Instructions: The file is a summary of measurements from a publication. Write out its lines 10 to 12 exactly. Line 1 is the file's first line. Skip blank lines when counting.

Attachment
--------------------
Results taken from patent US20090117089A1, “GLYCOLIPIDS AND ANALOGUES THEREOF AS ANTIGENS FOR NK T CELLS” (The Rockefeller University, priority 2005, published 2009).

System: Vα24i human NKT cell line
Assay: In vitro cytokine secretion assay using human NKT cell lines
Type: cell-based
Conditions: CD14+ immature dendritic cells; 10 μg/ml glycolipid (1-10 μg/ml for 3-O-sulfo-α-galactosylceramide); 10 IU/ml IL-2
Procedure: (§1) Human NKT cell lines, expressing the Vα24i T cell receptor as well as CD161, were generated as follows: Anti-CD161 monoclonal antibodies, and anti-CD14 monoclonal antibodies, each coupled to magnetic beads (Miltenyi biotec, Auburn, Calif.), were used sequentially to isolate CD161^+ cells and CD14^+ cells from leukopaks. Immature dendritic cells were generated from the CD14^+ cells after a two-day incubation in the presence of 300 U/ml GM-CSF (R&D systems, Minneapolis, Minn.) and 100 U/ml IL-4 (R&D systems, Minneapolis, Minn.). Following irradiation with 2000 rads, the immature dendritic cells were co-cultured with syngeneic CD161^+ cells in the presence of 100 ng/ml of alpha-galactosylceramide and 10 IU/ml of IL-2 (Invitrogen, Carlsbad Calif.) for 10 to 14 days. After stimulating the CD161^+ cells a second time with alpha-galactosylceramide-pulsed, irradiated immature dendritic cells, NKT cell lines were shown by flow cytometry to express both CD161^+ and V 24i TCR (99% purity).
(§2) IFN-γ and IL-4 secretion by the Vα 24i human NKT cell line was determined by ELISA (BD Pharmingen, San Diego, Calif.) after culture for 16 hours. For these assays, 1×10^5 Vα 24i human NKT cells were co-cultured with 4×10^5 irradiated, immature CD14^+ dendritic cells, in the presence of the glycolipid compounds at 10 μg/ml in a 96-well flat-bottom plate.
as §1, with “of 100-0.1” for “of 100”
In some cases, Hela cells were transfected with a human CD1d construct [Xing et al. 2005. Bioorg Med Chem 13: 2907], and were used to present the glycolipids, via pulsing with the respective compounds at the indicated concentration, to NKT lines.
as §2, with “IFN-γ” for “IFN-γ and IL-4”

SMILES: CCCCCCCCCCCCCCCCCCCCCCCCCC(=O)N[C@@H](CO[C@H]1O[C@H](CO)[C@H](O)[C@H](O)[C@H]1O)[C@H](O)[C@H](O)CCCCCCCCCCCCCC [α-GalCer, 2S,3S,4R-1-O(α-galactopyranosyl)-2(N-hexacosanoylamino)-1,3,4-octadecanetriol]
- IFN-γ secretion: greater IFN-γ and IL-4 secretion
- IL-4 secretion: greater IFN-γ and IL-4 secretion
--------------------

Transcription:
as §2, with “IFN-γ” for “IFN-γ and IL-4”

SMILES: CCCCCCCCCCCCCCCCCCCCCCCCCC(=O)N[C@@H](CO[C@H]1O[C@H](CO)[C@H](O)[C@H](O)[C@H]1O)[C@H](O)[C@H](O)CCCCCCCCCCCCCC [α-GalCer, 2S,3S,4R-1-O(α-galactopyranosyl)-2(N-hexacosanoylamino)-1,3,4-octadecanetriol]
- IFN-γ secretion: greater IFN-γ and IL-4 secretion